What is it? Here is an interesting fact: the biggest selling whisky in the world is not scotch, American, Irish or Japanese – it is Indian. While we have to be cautious as not all of the country’s whisky conforms to the EU definition, thanks to Amrut and Paul John producing single malt to EU law, Indian whiskies are becoming increasingly popular amongst connoisseurs. Rampur Distillery, located in the north of India, was established under British colonial rule in 1943 and initially produced molasses before moving into single malt nearly 25 years ago. Made with 100 per cent Indian barley, exclusively matured in first fill ex-bourbon barrels, Rampur loses
12 to 16 per cent to those greedy angels, compared to 2 per cent in Scotland, leading to a much faster maturation.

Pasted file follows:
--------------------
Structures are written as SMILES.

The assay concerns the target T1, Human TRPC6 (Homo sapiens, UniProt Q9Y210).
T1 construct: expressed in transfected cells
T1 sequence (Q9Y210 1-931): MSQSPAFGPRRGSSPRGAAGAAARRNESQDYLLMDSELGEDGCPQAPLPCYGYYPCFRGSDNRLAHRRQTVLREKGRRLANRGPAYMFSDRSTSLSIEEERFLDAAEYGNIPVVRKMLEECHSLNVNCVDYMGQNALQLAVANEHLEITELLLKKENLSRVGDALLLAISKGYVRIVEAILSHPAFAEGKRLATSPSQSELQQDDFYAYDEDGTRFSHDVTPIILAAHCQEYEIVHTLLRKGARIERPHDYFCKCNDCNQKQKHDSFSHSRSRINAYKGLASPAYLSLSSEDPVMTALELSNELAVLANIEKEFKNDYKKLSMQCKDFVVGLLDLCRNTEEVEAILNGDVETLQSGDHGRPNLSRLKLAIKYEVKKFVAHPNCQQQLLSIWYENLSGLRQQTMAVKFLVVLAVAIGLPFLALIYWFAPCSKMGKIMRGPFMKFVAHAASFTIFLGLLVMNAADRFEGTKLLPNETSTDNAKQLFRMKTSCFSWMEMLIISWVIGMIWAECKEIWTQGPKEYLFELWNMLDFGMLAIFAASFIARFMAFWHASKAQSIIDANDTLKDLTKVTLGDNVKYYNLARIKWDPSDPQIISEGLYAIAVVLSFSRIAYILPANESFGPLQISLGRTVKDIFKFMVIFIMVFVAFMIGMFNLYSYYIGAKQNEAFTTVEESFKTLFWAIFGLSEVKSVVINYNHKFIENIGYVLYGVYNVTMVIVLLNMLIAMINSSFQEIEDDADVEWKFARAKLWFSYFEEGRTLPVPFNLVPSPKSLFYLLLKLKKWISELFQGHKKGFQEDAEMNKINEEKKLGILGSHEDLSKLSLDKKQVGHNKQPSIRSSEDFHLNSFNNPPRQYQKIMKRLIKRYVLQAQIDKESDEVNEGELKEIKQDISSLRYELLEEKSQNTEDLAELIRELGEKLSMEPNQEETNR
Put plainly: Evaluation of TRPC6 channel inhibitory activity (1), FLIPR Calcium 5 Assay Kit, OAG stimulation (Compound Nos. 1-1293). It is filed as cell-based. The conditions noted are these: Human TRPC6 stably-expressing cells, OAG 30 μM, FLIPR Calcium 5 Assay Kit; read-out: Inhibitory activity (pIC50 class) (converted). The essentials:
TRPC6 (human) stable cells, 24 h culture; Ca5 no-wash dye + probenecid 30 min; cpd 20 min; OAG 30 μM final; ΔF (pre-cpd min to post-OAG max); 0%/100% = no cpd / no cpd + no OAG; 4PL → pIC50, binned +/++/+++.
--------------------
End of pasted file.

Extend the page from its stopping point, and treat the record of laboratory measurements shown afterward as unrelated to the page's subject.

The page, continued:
How does it taste? The nose displays vanilla ice cream, ginger and intense peach fruitiness. Adding a splash of water opens up notes of honey with peach that evolves to apricots, while the colour changes slightly due to the release being non-chill filtered. On the palate, mango joins more vanilla and honey in an oily mouth feel and finishes on a clean apricot linger. It is a cross between an old-style fruit bomb like Littlemill and Bushmills, but on a hot summer day. Clearly not a scotch, nor is it the most layered, but approachable.